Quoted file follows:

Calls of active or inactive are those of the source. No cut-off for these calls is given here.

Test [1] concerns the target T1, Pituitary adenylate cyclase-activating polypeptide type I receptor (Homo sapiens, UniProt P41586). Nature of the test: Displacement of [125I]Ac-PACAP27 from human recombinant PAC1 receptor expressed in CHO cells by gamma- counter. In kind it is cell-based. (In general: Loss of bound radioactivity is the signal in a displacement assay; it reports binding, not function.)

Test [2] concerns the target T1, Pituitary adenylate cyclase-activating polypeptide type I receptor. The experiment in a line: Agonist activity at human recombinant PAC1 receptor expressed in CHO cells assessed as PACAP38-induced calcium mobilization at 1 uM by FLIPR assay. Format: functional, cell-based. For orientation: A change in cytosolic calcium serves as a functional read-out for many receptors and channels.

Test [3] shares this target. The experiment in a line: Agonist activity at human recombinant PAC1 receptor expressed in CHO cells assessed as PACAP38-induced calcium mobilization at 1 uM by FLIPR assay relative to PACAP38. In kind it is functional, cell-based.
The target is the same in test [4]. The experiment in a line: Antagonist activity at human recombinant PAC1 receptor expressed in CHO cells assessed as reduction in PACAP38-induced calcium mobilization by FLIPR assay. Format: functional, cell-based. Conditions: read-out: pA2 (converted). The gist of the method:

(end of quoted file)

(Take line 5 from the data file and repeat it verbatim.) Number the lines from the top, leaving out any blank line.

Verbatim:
The target is the same in test [4]. The experiment in a line: Antagonist activity at human recombinant PAC1 receptor expressed in CHO cells assessed as reduction in PACAP38-induced calcium mobilization by FLIPR assay. Format: functional, cell-based. Conditions: read-out: pA2 (converted). The gist of the method: